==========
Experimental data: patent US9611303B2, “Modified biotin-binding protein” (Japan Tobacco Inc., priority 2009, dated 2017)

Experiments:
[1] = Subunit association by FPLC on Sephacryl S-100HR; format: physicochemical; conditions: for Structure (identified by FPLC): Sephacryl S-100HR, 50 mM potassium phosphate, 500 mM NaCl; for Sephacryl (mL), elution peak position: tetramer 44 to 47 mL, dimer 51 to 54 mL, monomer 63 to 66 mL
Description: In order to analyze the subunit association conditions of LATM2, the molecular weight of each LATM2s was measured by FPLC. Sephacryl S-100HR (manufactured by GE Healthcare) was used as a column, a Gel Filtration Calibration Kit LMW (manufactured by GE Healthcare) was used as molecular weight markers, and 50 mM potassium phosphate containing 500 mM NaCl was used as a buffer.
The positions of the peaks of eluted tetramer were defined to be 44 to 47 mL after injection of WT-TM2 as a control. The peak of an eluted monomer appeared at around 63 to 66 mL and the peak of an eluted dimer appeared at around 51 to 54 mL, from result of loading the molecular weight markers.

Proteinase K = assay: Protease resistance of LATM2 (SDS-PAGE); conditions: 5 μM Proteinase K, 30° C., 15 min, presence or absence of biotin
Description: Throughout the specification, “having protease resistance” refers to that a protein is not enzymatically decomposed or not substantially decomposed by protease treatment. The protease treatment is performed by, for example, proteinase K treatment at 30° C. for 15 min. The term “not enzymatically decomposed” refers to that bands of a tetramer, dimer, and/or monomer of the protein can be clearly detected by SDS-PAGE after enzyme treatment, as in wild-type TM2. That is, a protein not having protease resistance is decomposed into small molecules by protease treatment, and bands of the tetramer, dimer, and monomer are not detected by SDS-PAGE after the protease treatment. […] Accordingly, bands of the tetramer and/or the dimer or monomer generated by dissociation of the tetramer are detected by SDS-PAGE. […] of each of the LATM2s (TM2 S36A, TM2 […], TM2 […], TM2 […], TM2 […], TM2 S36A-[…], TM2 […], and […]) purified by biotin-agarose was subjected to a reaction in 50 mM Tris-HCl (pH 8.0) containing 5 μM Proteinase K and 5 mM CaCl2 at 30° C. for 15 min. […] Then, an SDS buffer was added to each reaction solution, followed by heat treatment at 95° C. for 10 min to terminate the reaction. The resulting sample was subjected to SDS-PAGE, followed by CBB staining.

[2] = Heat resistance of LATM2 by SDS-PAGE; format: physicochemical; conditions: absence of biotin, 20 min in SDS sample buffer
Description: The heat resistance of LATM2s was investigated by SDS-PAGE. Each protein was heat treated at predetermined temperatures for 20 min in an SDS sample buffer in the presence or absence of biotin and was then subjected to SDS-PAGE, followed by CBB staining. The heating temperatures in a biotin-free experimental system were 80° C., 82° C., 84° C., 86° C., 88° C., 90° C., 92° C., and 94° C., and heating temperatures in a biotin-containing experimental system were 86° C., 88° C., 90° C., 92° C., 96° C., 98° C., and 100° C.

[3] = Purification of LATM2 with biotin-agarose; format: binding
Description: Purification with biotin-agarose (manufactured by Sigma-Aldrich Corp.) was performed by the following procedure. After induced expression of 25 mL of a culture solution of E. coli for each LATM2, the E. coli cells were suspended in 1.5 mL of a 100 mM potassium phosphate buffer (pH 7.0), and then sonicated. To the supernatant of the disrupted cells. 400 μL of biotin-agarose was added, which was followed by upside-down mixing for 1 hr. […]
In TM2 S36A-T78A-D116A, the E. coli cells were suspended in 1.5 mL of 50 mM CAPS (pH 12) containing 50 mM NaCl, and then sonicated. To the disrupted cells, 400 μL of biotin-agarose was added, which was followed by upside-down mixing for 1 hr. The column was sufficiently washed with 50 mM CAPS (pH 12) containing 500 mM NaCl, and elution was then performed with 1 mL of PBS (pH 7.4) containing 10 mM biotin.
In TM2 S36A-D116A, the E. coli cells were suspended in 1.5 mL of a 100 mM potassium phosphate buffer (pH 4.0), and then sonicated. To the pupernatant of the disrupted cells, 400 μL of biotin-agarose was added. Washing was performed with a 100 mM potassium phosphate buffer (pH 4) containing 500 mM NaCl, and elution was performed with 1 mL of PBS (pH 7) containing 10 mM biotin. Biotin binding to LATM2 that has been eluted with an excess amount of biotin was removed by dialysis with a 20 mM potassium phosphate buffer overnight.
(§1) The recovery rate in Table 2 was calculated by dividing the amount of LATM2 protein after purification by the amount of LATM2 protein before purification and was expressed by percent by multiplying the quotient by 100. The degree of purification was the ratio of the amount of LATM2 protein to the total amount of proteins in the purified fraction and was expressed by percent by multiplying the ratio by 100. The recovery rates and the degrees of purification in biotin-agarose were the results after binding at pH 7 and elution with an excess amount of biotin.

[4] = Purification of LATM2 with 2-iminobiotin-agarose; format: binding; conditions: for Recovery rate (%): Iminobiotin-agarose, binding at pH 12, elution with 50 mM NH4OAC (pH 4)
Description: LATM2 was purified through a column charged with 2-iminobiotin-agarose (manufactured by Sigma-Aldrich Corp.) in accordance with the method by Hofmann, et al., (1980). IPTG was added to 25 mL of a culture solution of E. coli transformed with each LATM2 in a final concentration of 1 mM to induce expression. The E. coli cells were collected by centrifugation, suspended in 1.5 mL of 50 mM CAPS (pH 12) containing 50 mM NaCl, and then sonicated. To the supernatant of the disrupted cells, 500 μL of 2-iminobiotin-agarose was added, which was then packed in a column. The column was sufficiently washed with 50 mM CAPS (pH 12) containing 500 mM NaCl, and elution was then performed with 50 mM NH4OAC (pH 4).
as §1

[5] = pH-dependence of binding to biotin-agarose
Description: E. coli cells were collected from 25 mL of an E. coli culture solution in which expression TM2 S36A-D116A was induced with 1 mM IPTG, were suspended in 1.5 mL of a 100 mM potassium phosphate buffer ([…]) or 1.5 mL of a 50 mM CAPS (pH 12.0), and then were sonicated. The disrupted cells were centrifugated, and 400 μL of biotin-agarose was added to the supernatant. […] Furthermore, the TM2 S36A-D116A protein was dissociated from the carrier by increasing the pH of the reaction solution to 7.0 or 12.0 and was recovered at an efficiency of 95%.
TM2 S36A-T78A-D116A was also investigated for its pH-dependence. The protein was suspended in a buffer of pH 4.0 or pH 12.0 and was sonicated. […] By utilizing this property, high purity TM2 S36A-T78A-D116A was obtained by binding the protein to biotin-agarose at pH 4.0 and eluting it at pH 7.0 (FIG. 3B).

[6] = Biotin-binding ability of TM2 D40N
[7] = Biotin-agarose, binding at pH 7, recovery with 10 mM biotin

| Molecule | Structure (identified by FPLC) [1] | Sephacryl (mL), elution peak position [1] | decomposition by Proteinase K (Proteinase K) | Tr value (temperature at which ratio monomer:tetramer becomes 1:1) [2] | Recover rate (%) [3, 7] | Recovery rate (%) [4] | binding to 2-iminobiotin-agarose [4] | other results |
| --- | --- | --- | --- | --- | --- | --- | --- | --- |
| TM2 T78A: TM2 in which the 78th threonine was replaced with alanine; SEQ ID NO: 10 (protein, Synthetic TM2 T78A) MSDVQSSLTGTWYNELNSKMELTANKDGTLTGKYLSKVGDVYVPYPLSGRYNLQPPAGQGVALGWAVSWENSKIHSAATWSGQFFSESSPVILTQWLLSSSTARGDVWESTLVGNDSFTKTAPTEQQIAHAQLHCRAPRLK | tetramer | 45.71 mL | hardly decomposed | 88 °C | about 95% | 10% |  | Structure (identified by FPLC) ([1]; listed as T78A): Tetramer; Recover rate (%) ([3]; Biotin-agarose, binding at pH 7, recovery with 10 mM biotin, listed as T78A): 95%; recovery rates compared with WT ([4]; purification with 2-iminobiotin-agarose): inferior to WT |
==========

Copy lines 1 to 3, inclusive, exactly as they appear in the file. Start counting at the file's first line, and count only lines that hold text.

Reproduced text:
Experimental data: patent US9611303B2, “Modified biotin-binding protein” (Japan Tobacco Inc., priority 2009, dated 2017)

Experiments:
[1] = Subunit association by FPLC on Sephacryl S-100HR; format: physicochemical; conditions: for Structure (identified by FPLC): Sephacryl S-100HR, 50 mM potassium phosphate, 500 mM NaCl; for Sephacryl (mL), elution peak position: tetramer 44 to 47 mL, dimer 51 to 54 mL, monomer 63 to 66 mL